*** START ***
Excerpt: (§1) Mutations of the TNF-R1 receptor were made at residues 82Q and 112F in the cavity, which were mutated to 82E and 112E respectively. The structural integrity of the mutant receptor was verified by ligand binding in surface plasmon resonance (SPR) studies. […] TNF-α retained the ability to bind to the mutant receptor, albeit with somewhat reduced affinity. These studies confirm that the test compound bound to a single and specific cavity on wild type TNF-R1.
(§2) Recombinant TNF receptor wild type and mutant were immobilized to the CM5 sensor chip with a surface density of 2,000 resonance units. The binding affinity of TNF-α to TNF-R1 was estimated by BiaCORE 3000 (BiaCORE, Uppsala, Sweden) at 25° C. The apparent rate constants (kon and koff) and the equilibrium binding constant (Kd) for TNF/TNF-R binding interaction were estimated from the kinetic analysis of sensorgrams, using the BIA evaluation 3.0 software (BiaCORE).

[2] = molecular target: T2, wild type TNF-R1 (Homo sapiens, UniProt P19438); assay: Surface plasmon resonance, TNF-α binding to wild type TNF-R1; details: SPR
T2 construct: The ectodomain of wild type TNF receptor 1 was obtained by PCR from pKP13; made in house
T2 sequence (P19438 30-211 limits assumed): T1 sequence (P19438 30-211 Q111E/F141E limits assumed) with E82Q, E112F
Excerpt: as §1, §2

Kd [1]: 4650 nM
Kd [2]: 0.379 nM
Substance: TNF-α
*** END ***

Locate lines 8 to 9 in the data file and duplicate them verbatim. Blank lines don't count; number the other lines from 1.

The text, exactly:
Kd [2]: 0.379 nM
Substance: TNF-α